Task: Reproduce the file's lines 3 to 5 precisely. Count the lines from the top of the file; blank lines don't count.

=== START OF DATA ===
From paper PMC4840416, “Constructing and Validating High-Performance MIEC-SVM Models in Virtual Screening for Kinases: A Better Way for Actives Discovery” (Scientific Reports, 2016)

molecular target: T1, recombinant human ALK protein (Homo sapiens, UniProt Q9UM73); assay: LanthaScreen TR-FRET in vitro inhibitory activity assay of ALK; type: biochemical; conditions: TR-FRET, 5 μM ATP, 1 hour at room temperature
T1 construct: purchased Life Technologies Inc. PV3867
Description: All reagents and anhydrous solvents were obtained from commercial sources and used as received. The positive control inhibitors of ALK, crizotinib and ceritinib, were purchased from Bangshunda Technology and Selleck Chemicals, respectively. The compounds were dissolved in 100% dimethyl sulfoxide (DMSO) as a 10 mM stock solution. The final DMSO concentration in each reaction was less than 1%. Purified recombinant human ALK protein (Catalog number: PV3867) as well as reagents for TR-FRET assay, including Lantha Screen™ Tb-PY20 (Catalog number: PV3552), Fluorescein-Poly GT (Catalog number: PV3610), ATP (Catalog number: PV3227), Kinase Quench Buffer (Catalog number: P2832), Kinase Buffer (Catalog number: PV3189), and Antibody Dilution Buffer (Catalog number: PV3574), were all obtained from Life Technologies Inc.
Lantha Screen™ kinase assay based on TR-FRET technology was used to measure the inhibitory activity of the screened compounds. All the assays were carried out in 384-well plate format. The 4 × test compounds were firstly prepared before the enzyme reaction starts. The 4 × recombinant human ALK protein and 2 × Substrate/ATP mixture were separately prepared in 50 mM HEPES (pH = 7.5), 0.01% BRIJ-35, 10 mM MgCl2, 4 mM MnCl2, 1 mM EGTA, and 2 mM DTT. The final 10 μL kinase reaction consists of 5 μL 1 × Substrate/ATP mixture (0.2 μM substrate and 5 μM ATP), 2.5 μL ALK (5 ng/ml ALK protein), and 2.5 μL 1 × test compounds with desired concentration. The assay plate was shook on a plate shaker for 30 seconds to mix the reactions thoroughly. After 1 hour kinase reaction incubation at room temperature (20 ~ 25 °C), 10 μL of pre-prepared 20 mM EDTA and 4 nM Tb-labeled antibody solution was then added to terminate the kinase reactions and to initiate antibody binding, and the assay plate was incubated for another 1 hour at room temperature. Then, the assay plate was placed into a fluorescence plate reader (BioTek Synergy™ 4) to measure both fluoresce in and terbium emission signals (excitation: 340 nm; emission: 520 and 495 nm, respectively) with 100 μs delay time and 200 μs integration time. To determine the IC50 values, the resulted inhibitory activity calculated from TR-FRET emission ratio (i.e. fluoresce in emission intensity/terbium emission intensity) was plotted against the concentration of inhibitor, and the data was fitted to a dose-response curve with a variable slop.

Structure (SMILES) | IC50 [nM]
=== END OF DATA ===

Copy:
T1 construct: purchased Life Technologies Inc. PV3867
Description: All reagents and anhydrous solvents were obtained from commercial sources and used as received. The positive control inhibitors of ALK, crizotinib and ceritinib, were purchased from Bangshunda Technology and Selleck Chemicals, respectively. The compounds were dissolved in 100% dimethyl sulfoxide (DMSO) as a 10 mM stock solution. The final DMSO concentration in each reaction was less than 1%. Purified recombinant human ALK protein (Catalog number: PV3867) as well as reagents for TR-FRET assay, including Lantha Screen™ Tb-PY20 (Catalog number: PV3552), Fluorescein-Poly GT (Catalog number: PV3610), ATP (Catalog number: PV3227), Kinase Quench Buffer (Catalog number: P2832), Kinase Buffer (Catalog number: PV3189), and Antibody Dilution Buffer (Catalog number: PV3574), were all obtained from Life Technologies Inc.
Lantha Screen™ kinase assay based on TR-FRET technology was used to measure the inhibitory activity of the screened compounds. All the assays were carried out in 384-well plate format. The 4 × test compounds were firstly prepared before the enzyme reaction starts. The 4 × recombinant human ALK protein and 2 × Substrate/ATP mixture were separately prepared in 50 mM HEPES (pH = 7.5), 0.01% BRIJ-35, 10 mM MgCl2, 4 mM MnCl2, 1 mM EGTA, and 2 mM DTT. The final 10 μL kinase reaction consists of 5 μL 1 × Substrate/ATP mixture (0.2 μM substrate and 5 μM ATP), 2.5 μL ALK (5 ng/ml ALK protein), and 2.5 μL 1 × test compounds with desired concentration. The assay plate was shook on a plate shaker for 30 seconds to mix the reactions thoroughly. After 1 hour kinase reaction incubation at room temperature (20 ~ 25 °C), 10 μL of pre-prepared 20 mM EDTA and 4 nM Tb-labeled antibody solution was then added to terminate the kinase reactions and to initiate antibody binding, and the assay plate was incubated for another 1 hour at room temperature. Then, the assay plate was placed into a fluorescence plate reader (BioTek Synergy™ 4) to measure both fluoresce in and terbium emission signals (excitation: 340 nm; emission: 520 and 495 nm, respectively) with 100 μs delay time and 200 μs integration time. To determine the IC50 values, the resulted inhibitory activity calculated from TR-FRET emission ratio (i.e. fluoresce in emission intensity/terbium emission intensity) was plotted against the concentration of inhibitor, and the data was fitted to a dose-response curve with a variable slop.